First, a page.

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KALISPELL - Lawsuits continue to pile up in opposition to a controversial mine that would tunnel beneath the Cabinet Mountains Wilderness north of Noxon.

"We're just trying to make sure that nothing gets started up there before all the questions are answered," said Loren Albright.

Albright sits on the national board of trustees at Trout Unlimited, one of four conservation groups that filed suit Monday to block activity at the proposed Rock Creek Mine.

The groups n which include the Rock Creek Alliance, Clark Fork Coalition and Earthworks n claim sediment from ground disturbance could harm Rock Creek's bull trout. State water quality law, they say, prohibits sediment discharge at levels harmful to fisheries.

"Every state and federal agency to look at the situation agrees that Rock Creek already has all the sediment pollution its native fish can stand," said Karen Knudsen, executive director of the Clark Fork Coalition. "They've said the addition of any more sediment will harm the fishery."

Permitting a mine in the sensitive creek drainage, she said, "just doesn't make sense."

But Carson Rife, vice president of operations at Revett Minerals, says the mine will actually improve Rock Creek's water quality.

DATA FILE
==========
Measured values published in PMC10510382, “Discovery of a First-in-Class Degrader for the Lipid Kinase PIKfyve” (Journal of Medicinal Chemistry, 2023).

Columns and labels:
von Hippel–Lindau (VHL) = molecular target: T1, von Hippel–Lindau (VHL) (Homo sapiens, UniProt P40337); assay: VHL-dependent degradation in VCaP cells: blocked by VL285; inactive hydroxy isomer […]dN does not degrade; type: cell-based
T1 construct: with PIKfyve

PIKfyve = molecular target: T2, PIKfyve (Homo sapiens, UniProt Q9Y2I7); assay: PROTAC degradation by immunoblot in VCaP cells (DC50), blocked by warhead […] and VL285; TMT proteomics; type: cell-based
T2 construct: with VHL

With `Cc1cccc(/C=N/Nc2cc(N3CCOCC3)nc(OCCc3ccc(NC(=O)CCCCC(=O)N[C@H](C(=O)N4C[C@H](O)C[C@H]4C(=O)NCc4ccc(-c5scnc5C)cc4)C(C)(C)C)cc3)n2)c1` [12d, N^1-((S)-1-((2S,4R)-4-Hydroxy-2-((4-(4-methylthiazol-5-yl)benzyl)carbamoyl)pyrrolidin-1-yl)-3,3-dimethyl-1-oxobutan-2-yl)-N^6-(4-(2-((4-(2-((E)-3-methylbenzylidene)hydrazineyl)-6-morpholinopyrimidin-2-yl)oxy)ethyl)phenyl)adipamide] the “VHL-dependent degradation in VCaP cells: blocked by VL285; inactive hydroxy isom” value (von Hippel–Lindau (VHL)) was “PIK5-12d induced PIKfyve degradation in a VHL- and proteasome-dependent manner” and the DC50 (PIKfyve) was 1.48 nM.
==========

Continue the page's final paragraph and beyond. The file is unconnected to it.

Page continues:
"Our implementation plan calls for extensive mitigation measures," Rife said, including fabric fences, sediment traps and upgraded road culverts. The result, he said, is 50 fewer tons of sediment pouring into Rock Creek than currently is the case.

And that's just during the exploratory stage. When the mine is up and running, Rife said, sediment levels will drop by 400 tons per year thanks to the company's mitigation work.

"This has been studied and studied," he said, "since 1987, when the original application was submitted. We're confident water quality will actually be improved once we begin work."

Bonnie Gestring, not surprisingly, disagrees. She's with Earthworks, and contends Forest Service review indicates sediment loads would increase by somewhere between 400 tons and 1,400 tons during the exploratory stage.

In addition, she and the other plaintiffs also are taking issue with the way in which state regulators approved portions of that work. Their suit, filed in state district court in Helena, argues the Montana Department of Environmental Quality erred in handling the Rock Creek work through a "general permit."

General permits, plaintiffs said, allow common projects such as highway work to proceed without a site-specific water quality permit n which would require public involvement.

That system, however, was never intended to apply to projects such as Rock Creek Mine.

"The general permitting laws say in black and white that they don't apply to situations where unique ecological resources are at stake," Albright said. "If Rock Creek doesn't meet that definition, I don't know what does. It's deeply disappointing that the state sees this project as garden-variety construction with no need for public involvement."